Luckily, layoffs are not the only way to improve operational efficiency. The good news is that we have seen amazing technological improvements in the last 10 years that we can now utilise to achieve significant operational improvements.
For example, thanks to all the digitalisation that happened in the past years across all industries (either on the hardware/IoT or on the software side), companies have vast amount of data about their operations. Sensors are collecting data 24/7 from manufacturing sites, from the transporting vehicles delivering the products or from the stores where they are sold to end customers. Many of the customer journeys are now moved to digital channels, from comparing products or services, via purchasing them to managing aftercare online. Technology improved to transfer more data faster and at lower latency than before, for instance thanks to 5G.
All these petabytes of data is getting collected more and more frequently in cloud based data sources (e.g., Google BigQuery, Amazon Redshift, Snowflake), making them easily available to all stakeholders (with access). There are more and more tools that transform, clean and complete the data (e.g., Airbyte, Fivetran, dbt), making it available for previously unimaginable amount of use cases.
Probably the simplest use case is to visualise data on dashboards (e.g., in Tableau or Looker) to facilitate the decisions of the different stakeholders in the company. You can for instance present the most important KPIs that you identified after drawing your KPI tree based on my previous article.
Another use case is to build analytics layers on top of the data, and establish data analyst or data scientist teams that understand patterns and behaviours based on large data sets. That practice can start with simple Excel- or Looker-based analyses and move towards applying really complicated predictive analytics or sentiment analyses. My experience shows that if someone generates the right hypotheses for these analyses, tremendous amount of impact can be created from the generated insights.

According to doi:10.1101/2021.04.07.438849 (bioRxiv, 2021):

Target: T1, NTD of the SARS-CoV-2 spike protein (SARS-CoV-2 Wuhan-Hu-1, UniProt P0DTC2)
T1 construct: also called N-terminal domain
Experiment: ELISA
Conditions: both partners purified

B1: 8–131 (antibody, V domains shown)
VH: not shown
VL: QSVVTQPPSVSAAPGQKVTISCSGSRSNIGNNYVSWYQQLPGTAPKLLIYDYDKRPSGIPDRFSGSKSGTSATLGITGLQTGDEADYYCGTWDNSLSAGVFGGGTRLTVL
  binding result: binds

Last but least, nowadays companies can build sophisticated automations on top of the their collected data. Automations can be as simple as workflows based on triggered events such as automated emails or Slack messages. But automations include robotic process automations (RPAs) for repetitive, simple business processes or even robotisation with the help of machine learning & artificial intelligence in factories or behind the driving wheels of trucks.
As an ex-consultant I know that achieving operational efficiency requires a combination of various factors: a compelling north star vision from the leadership, a great company culture, clear processes etcetera. However, I also truly believe that technology, and within that, data will play THE key role in improving operational performance in the following years. Companies that can truly harness the power of technology will be able to create lasting competitive advantage with improved profitability and thus ultimately better customer experience, and those that cannot do that will drop behind eventually.
If you haven't put profitability and operational efficiency improvements on top of your agenda yet, you should do it NOW to survive the upcoming economic downturn. Companies that react too late will have much less runway to navigate and will need to take much more radical steps.
To end on a positive note, this is, however, also an opportunity for many companies. As Ayrton Senna once said:
You cannot overtake 15 cars in a sunny weather... but you can when it's raining.
What do you think of the ideas shared in the article? Please feel free to comment your thoughts or questions in the topic or share the article with your colleagues / friends.
Also, please feel free to reach out to me if you want to discuss how technology can help improve operational efficiency. I'm happy to talk to likeminded professionals in this topic.